A schoolgirl has helped make a film about the day-to-day problems she faces with autism in the hope it will raise awareness of the lifelong developmental disability.
Lauren Goldsmith, 14, of Mill Hill, has Asperger’s Syndrome – a form of autism which affects how she communicates with people and copes with certain social situations.
When she was younger, Lauren found it difficult to read people’s facial expressions and tone of voice, making it difficult for her to communicate.
But with the help of teachers and her mum Gill, she has overcome many of her greatest anxieties and is eager to share her journey with others via the film A Window into Our World.
With the support of The National Autistic Society and production company Chocolate Film, Lauren joined nine other autistic teenagers to make the animated film about the stress and anxiety they often face in their daily lives.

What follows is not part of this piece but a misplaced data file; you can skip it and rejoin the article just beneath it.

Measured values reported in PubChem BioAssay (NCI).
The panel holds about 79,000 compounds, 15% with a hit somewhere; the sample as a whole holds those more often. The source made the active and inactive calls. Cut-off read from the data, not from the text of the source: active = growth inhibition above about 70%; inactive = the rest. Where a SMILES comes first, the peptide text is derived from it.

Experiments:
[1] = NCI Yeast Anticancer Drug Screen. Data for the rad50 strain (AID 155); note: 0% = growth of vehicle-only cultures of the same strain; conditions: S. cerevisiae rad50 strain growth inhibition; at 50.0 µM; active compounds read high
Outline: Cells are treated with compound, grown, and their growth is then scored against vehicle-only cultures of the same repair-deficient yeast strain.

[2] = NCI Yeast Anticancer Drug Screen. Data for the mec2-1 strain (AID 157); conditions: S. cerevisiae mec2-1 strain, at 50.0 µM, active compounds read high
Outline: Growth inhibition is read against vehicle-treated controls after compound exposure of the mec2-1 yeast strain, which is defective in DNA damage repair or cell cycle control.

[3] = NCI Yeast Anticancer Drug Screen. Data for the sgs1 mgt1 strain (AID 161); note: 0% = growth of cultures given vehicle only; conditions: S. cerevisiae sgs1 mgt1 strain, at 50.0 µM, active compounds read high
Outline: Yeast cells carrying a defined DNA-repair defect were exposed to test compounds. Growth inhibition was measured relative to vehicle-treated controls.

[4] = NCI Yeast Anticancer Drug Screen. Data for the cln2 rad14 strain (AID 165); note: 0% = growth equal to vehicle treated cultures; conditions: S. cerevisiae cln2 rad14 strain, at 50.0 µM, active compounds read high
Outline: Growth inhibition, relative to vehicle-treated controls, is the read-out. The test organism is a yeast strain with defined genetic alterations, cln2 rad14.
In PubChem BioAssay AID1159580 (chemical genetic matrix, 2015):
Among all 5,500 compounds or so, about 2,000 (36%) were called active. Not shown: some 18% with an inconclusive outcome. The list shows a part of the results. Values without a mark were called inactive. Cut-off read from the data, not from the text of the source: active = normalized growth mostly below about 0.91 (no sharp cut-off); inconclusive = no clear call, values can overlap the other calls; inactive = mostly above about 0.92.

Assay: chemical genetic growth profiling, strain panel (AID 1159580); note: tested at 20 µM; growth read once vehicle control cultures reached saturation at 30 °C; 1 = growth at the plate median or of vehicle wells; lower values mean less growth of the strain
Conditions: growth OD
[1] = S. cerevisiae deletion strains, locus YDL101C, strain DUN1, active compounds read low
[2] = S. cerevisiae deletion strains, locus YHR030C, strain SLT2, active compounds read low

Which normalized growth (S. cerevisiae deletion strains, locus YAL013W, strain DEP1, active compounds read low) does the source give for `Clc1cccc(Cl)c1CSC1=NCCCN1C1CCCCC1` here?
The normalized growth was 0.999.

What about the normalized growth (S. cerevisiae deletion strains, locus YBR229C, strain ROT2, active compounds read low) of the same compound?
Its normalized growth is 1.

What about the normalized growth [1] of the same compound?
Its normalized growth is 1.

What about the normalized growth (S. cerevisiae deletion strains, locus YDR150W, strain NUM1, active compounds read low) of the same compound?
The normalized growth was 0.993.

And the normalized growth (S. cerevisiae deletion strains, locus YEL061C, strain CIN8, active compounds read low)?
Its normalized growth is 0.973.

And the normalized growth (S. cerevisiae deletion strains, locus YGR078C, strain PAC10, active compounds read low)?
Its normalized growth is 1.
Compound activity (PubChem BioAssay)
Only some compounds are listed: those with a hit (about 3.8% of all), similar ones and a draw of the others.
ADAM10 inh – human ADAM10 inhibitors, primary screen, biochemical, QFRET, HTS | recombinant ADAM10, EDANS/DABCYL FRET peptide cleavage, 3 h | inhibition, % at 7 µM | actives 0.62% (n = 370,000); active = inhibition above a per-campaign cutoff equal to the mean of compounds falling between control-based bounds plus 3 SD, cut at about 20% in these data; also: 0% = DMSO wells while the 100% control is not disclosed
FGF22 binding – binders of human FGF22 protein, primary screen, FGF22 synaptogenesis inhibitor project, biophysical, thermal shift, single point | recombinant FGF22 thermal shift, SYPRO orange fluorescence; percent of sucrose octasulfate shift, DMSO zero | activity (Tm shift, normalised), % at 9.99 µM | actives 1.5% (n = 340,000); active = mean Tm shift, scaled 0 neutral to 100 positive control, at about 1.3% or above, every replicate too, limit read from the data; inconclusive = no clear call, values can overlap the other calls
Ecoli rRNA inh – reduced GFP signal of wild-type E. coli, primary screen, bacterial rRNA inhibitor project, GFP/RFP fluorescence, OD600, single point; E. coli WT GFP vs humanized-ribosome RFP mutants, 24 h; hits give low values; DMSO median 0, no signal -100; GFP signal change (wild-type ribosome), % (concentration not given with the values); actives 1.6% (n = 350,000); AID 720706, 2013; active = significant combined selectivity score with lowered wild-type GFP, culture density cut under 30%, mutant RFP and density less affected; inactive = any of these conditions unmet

Lauren said: “For normal people they would be able to walk into a noisy room and it wouldn't bother them, but it would be difficult for a person with autism. They find it difficult to deal with loud noise and it can make them feel stressed.
“For me, when I’m in a conversation I don’t always understand what people are talking about, especially if there’s a hidden meaning or a pun. And sometimes I can have things badly organised and I can get quite angry about it.”
Throughout the film, the young people describe some of the ways they combat their anxieties. For Lauren, she likes to talk to people, take herself to a quiet space to think or squeeze a stress ball.
Lauren, who attends Jewish Community Secondary School, said: “I really hope the film will raise awareness of autism and become useful for people who don’t really know about it.”
Mum Gill said: "She has come so far - I couldn't be any prouder than I am."
A Window into Our World will be uploaded onto The National Autistic Society website www.autism.org.uk